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Bottle Boy: 1909

Bottle Boy: 1909

November 1909. Wheaton Glass Works, Millville, N.J. "Day scene in New Jersey Glass House. Boy is Howard ____, 15 years old but has been in the glass works for two years, and has worked some at night." Photo and caption by Lewis Wickes Hine for the National Child Labor Committee. View full size.


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Another occupational hazard

When I collected bottles as a kid, I remember reading an interview with a guy who had worked in a bottle factory in Jersey about the same time as this boy [and probably about the same age as well]. He said that after a number of years you could tell veteran glass blowers because "their cheeks hung down like sacks".

He went on to add that the introduction of the automatic bottle machine in 1903 eliminated that problem.

Antique Wheaton Glass is highly collectible.

Perhaps every antique Wheaton bottle sold should come with a copy of the Lewis Hines' series of photopgraphs taken at the factory.

Wheaton Glass is still in existence today, specializing in lab and scientific glassware, as well as bottles for all purposes.It has been one of the primary employers of the southern New Jersey region for decades. I had a good friend who worked summers during college at the Wheaton factory. He described it as potentially dangerous work, performed under blisteringly hot conditions. This was during the mid-1970s, when Wheaton was trying to meet OSHA standards that had just been introduced in the previous four or five years. He told me that the factory "old-timers' had plenty of horror stories about lung diseases and accidental burns that safety regulations in the workplace had helped to curb.

Child labor

Its amazing how many kids Hines photographed back then. I always wonder what he DIDN'T take a picture of.

Had any of you been a child worker back then, do you think you would have grown up to despise the company, or grown up to be proud of what you accomplished at such a young age?

Here is the story of a 9 year old boy that started working at the Hemingray Glass Co. in 1869, after his father died.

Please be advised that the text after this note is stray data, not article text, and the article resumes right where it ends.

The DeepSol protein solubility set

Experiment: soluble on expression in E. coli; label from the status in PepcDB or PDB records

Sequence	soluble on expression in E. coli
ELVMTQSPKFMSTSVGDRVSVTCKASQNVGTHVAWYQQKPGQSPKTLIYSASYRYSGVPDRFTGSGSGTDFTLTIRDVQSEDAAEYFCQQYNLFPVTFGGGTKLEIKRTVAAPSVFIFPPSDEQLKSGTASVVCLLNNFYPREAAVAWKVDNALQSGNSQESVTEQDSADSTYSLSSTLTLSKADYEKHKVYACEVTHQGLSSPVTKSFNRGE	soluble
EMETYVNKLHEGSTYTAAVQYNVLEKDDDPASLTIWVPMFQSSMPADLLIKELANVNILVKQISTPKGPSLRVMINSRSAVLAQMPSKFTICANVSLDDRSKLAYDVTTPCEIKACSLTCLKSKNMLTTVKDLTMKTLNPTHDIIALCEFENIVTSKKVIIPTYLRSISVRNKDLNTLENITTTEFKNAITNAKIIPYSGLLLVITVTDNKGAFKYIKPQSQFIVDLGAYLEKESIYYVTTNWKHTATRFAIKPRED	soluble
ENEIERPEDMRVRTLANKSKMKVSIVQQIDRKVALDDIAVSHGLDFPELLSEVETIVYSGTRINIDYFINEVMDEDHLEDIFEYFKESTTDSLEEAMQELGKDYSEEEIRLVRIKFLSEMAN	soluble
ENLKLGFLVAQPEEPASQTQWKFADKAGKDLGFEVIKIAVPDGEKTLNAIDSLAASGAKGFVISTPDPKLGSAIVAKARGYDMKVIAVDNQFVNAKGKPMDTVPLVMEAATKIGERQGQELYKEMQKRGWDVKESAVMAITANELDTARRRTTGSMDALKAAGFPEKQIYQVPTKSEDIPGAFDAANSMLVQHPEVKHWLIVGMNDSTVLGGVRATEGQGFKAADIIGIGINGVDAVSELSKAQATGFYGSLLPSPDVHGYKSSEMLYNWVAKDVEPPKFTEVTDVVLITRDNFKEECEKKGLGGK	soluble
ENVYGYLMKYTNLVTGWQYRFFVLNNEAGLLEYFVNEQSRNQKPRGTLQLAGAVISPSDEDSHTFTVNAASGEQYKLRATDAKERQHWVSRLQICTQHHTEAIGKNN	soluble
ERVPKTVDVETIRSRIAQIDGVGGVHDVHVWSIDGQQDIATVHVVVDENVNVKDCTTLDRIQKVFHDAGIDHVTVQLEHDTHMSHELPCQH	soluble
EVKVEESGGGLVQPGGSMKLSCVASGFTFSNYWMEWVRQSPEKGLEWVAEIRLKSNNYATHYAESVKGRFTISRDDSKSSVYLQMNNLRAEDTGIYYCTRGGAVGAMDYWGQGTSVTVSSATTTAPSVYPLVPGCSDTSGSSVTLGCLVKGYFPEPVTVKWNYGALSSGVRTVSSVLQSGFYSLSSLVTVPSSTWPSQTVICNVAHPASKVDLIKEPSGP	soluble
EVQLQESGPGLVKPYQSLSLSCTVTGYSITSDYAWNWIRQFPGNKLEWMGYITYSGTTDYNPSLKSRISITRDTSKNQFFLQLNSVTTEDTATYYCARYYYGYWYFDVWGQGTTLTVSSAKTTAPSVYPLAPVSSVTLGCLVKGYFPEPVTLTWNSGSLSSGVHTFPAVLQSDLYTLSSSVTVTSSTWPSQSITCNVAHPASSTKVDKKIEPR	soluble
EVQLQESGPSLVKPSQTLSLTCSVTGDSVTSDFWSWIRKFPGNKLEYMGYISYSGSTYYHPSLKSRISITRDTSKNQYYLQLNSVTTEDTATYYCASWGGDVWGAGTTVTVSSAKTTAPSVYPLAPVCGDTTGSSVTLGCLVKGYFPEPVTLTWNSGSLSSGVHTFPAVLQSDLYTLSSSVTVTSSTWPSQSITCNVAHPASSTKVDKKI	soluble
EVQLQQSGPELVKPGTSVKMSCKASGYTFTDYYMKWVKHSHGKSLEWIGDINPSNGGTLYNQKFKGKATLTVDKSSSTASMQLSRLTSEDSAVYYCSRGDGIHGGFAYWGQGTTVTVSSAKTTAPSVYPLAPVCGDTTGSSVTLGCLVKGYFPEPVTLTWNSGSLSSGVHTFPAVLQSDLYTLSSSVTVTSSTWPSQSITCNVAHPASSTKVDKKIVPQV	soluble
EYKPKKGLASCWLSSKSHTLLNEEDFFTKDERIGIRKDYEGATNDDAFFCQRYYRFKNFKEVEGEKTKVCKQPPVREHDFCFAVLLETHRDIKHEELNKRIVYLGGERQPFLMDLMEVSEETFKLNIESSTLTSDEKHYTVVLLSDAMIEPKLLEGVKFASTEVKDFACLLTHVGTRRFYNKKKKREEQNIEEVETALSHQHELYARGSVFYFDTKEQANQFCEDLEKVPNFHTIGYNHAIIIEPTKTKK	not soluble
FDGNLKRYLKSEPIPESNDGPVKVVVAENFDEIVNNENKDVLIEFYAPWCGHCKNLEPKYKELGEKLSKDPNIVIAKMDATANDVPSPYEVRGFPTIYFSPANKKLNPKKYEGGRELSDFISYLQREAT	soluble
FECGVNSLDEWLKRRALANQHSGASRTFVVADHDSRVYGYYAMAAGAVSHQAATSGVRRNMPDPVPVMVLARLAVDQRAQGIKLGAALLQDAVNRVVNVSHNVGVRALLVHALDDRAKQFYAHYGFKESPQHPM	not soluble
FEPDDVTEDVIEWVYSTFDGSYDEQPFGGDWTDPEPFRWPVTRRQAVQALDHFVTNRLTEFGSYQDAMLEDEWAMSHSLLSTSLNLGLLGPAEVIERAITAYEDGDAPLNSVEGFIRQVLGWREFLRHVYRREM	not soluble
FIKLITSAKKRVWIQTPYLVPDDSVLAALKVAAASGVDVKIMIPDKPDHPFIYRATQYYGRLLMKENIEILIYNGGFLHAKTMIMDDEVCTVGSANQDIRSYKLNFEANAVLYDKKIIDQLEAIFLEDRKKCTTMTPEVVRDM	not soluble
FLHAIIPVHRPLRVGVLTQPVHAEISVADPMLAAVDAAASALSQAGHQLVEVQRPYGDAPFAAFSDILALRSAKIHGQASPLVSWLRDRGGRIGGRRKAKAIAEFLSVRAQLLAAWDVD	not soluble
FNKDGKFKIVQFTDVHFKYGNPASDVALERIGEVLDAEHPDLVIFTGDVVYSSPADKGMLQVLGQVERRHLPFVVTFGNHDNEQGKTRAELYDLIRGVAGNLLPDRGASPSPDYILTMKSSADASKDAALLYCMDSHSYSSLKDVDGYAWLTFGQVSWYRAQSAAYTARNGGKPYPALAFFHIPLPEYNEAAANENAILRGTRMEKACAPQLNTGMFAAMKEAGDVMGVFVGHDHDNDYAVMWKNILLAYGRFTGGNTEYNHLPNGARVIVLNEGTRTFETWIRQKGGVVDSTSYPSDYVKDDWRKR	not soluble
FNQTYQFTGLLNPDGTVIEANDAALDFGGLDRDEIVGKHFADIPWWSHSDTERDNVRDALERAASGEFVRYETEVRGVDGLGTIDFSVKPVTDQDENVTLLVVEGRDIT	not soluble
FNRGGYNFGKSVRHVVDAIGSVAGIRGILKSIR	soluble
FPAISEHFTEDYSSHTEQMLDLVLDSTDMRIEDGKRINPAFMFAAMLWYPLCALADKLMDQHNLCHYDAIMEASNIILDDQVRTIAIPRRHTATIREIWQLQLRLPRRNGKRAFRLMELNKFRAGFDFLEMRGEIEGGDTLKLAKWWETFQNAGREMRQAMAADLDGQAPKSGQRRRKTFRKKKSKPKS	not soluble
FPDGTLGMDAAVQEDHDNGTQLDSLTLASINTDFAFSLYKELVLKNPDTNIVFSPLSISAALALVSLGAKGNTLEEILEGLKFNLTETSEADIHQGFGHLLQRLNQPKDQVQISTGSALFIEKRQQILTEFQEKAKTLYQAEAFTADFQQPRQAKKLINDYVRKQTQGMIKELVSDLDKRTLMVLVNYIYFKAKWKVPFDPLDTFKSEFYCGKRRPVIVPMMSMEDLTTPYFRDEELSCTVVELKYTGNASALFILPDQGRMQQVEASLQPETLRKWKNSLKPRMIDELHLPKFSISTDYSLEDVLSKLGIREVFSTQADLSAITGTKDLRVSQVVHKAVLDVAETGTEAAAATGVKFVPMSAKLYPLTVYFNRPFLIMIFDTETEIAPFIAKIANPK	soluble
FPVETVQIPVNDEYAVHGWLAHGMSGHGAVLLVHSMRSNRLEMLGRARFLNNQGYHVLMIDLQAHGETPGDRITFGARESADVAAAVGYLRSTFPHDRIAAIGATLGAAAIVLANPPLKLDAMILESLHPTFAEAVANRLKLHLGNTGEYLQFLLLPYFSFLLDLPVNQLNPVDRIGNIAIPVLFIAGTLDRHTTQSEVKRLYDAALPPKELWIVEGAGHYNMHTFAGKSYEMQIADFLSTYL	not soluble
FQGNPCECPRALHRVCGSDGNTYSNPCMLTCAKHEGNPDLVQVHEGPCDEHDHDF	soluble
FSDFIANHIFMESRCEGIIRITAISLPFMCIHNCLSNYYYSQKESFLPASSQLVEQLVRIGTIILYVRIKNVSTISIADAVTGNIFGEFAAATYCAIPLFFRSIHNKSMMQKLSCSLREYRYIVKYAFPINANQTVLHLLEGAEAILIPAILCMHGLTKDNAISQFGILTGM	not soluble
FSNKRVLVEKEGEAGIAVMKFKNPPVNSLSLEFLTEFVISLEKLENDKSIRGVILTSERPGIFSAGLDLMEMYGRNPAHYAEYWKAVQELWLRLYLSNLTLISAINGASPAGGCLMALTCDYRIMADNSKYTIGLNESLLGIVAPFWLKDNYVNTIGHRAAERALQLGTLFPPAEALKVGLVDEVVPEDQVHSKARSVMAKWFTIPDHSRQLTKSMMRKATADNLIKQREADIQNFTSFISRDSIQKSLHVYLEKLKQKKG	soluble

His employment with them went on to last over 70 years.

Regular shoes?

As I was told during a guided tour through a glass works in the Black Forest (Germany), glassblowers are just about the only workers actually required by work safety standards to use slippers.

Rationale is to get the foot out of the shoe PDQ if some of the melt (up to 1500 Centigrades or 2700 Fahrenheit) should drop from the blowpipe on the shoe. So they slog around in very fashionable slippers. Including steel caps - they are working shoes after all.

For an excellent story

For an excellent story that deals, in part, with the life of a boy in a glass factory in the early 1900s (as well as a Lewis Hine picture on the jacket!), I recommend "Billy Creekmore by Tracey Porter.

Trivia: Most of the character in the book were named after real kids who killed in mining, factory, and mill accidents.

Interestingly, I have never been able to find the Lewis Hine jacket picture in any online collection.

Bottle Boy: 1909

This is Joe Manning, of the Lewis Hine Project. According to the 1910 US Census, there were four boys named Howard living in Millville who were about 16 years old and who worked in a glass factory. They were Howard Lee, Howard Facemire, Howard Atkinson, and Howard Sharpless (good name for a glass worker). So which Howard was this boy? According
to an unidentified researcher who posted a comment on the National Archives website, the boy was Howard Lee. I'll see what I can find.

Looks like a nice healthy enviroment.

Are those sheets of Asbestos one the table in front of that kid?

Paneful Irony

A glass factory with no visible windows. That is so ironic but seems cruel for these kids!

I must say I'm surprised at the shabby working conditions. I know Wheaton Glass, and assumed their workers worked in lovely light filled conditions. What a surprise.

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